Newspaper article The Evening Standard (London, England)

When to Wear the Fishnets; Trinny and Susannah Are Full of Advice on How Not to Look like a Slapper

Newspaper article The Evening Standard (London, England)

When to Wear the Fishnets; Trinny and Susannah Are Full of Advice on How Not to Look like a Slapper

Article excerpt

Byline: INDIA KNIGHT

WHAT NOT TO WEAR FOR EVERY OCCASION PART TWO by Trinny Woodall and Susannah Constantine (Weidenfeld, [pounds sterling]14.99)

WHAT Not To Wear 2 is rather better than Trinny and Susannah's first book - there are superior tips, and some pieces of information that immediately lodge themselves in your head, such as the fact that the duo wax their toes and belly buttons before going on holiday, like yaks or hobbits (forget the Brazilian - meet the Bilbo).

The pictures are funnier, too, with S&T- "Ha ha, you said 'ST'", they might cackle, in their not entirely of-the-people way - delightedly embracing the concept of hideousness.

Like its predecessor, the book might accurately, if unkindly, have been called Stop Looking So Common: T & S's mission basically consists of ridding Britain of all-over Burberry checks, unsuitable minis, bare midriffs, grubby thongs, tootight dresses, unscaffolded cleavage and so forth.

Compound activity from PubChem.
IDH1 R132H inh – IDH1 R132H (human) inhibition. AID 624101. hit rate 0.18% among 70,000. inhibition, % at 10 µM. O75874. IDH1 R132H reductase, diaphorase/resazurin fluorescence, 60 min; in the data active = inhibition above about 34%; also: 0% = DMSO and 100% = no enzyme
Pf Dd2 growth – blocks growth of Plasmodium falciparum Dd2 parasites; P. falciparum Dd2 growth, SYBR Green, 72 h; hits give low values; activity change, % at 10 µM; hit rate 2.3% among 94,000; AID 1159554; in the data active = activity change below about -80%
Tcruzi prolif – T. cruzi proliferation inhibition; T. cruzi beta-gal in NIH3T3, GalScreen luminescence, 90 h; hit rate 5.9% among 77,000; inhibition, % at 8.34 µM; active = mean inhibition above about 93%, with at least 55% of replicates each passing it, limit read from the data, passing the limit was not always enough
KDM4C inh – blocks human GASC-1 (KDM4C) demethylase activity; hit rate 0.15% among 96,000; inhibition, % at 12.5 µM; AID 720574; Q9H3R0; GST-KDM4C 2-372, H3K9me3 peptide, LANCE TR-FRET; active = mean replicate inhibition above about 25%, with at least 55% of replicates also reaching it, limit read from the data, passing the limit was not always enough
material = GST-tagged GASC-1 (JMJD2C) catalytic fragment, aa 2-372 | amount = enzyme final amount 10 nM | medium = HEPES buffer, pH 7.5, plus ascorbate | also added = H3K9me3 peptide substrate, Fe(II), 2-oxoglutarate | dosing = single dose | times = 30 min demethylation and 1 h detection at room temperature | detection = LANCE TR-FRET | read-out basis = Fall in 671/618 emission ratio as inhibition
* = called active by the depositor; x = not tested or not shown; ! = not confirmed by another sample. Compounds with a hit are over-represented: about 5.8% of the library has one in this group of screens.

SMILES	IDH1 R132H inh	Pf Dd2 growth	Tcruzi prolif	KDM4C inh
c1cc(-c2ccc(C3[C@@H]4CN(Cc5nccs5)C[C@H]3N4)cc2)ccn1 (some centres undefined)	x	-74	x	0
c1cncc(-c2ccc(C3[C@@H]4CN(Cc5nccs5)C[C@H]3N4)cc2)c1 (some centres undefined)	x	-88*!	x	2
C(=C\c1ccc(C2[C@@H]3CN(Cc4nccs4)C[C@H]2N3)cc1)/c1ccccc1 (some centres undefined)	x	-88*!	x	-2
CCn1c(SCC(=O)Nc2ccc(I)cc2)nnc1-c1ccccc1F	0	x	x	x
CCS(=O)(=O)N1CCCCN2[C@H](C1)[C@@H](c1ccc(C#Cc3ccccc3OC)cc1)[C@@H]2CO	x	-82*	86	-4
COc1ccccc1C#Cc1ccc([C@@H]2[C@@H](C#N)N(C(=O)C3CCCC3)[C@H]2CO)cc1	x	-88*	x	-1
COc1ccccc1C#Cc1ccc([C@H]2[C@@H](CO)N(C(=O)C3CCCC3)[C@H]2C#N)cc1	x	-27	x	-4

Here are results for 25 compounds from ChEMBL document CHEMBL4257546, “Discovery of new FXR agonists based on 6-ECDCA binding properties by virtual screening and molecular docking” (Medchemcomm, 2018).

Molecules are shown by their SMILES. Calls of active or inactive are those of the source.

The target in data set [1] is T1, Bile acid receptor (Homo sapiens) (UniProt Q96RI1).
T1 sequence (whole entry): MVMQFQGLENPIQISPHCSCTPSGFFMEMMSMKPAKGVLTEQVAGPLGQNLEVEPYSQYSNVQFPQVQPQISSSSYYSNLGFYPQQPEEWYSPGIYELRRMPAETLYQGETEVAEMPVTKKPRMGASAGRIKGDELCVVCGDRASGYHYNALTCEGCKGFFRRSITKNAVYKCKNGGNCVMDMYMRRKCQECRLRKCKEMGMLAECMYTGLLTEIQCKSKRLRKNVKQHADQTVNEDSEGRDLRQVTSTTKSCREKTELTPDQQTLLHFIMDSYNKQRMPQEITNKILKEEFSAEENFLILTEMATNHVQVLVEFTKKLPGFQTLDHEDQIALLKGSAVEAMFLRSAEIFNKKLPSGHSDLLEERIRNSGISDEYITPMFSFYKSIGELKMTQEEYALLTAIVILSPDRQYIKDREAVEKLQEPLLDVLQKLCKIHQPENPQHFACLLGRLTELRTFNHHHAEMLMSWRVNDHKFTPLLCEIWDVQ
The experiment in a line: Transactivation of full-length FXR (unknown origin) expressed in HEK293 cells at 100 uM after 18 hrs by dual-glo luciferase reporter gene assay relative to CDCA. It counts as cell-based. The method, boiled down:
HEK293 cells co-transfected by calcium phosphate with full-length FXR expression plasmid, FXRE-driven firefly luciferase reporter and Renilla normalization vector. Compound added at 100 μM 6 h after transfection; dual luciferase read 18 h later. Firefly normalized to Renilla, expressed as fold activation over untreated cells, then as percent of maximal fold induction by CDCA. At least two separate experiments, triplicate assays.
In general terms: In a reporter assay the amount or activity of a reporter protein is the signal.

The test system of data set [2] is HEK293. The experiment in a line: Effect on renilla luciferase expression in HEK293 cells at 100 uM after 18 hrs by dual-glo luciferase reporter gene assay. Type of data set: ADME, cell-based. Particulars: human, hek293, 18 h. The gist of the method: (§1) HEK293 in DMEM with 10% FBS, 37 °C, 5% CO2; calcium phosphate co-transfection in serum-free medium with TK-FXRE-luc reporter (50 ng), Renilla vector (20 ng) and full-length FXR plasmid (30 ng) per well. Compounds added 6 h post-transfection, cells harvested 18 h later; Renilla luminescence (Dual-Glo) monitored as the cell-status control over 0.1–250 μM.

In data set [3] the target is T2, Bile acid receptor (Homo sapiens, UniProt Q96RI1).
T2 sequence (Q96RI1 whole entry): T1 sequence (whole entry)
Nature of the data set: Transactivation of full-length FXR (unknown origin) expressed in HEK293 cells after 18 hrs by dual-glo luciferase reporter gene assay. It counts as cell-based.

They are also very good at telling you how to stop looking Sloaney, which is no great surprise - after all, they should know.

The various sections are split into entries for "smart", "trendy" and "casual", so that, for instance, you are advised on exactly what to wear to your child's school play if you want to go from Clapham hausfrau to Yummy Mummy.

There's a good section on going back to work after a spell at home, which should help avoid that demoralising "Why do I look all porky and weird?"

feeling.

You want to sneer at this kind of thing - we all like to think we can get dressed all by ourselves - but the pictures tell it like it is: the garment you're supposed to avoid is not only the maroon Crimplene slack with static gusset (down, boys), but stuff we all have lurking in our wardrobes, stuff we all buy. …

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